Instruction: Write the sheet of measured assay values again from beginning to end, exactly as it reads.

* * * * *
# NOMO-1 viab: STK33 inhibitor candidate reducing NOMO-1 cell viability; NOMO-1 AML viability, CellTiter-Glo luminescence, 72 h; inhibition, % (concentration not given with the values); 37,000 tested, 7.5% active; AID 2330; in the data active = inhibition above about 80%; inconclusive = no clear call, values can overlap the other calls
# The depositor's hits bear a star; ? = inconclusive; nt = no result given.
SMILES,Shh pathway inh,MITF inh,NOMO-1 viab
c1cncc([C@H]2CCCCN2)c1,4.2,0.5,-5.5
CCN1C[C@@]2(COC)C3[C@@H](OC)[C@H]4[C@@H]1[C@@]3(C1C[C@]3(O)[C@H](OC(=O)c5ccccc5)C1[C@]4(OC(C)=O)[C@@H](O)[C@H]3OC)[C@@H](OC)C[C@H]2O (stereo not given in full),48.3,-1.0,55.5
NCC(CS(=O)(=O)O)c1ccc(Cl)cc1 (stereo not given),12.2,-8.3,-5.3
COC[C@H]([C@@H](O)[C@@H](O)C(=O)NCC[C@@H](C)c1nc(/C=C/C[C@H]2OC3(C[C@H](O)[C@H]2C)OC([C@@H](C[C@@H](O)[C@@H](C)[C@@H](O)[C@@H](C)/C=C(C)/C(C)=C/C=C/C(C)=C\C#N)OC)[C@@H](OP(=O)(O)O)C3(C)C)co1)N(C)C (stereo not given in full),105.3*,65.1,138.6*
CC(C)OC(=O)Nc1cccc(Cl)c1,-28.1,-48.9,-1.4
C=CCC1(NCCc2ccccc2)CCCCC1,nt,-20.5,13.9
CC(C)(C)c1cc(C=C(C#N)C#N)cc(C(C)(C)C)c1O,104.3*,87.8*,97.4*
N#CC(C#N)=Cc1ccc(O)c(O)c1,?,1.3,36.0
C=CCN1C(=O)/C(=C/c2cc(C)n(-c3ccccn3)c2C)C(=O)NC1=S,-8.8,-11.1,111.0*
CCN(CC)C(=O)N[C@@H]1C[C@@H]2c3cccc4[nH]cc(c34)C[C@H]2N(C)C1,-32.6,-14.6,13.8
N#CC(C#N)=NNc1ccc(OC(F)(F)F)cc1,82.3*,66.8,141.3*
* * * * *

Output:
# NOMO-1 viab: STK33 inhibitor candidate reducing NOMO-1 cell viability; NOMO-1 AML viability, CellTiter-Glo luminescence, 72 h; inhibition, % (concentration not given with the values); 37,000 tested, 7.5% active; AID 2330; in the data active = inhibition above about 80%; inconclusive = no clear call, values can overlap the other calls
# The depositor's hits bear a star; ? = inconclusive; nt = no result given.
SMILES,Shh pathway inh,MITF inh,NOMO-1 viab
c1cncc([C@H]2CCCCN2)c1,4.2,0.5,-5.5
CCN1C[C@@]2(COC)C3[C@@H](OC)[C@H]4[C@@H]1[C@@]3(C1C[C@]3(O)[C@H](OC(=O)c5ccccc5)C1[C@]4(OC(C)=O)[C@@H](O)[C@H]3OC)[C@@H](OC)C[C@H]2O (stereo not given in full),48.3,-1.0,55.5
NCC(CS(=O)(=O)O)c1ccc(Cl)cc1 (stereo not given),12.2,-8.3,-5.3
COC[C@H]([C@@H](O)[C@@H](O)C(=O)NCC[C@@H](C)c1nc(/C=C/C[C@H]2OC3(C[C@H](O)[C@H]2C)OC([C@@H](C[C@@H](O)[C@@H](C)[C@@H](O)[C@@H](C)/C=C(C)/C(C)=C/C=C/C(C)=C\C#N)OC)[C@@H](OP(=O)(O)O)C3(C)C)co1)N(C)C (stereo not given in full),105.3*,65.1,138.6*
CC(C)OC(=O)Nc1cccc(Cl)c1,-28.1,-48.9,-1.4
C=CCC1(NCCc2ccccc2)CCCCC1,nt,-20.5,13.9
CC(C)(C)c1cc(C=C(C#N)C#N)cc(C(C)(C)C)c1O,104.3*,87.8*,97.4*
N#CC(C#N)=Cc1ccc(O)c(O)c1,?,1.3,36.0
C=CCN1C(=O)/C(=C/c2cc(C)n(-c3ccccn3)c2C)C(=O)NC1=S,-8.8,-11.1,111.0*
CCN(CC)C(=O)N[C@@H]1C[C@@H]2c3cccc4[nH]cc(c34)C[C@H]2N(C)C1,-32.6,-14.6,13.8
N#CC(C#N)=NNc1ccc(OC(F)(F)F)cc1,82.3*,66.8,141.3*